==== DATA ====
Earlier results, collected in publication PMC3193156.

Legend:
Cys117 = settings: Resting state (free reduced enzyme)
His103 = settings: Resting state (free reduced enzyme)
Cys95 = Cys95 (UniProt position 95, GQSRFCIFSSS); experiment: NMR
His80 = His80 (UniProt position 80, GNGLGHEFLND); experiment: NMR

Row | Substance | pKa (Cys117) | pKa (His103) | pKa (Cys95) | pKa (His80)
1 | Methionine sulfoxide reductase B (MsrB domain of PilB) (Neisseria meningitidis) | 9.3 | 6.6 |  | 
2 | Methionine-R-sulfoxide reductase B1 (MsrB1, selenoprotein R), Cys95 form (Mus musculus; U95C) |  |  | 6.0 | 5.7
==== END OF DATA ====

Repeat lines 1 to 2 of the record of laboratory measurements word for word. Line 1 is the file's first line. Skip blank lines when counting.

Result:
Earlier results, collected in publication PMC3193156.

Legend: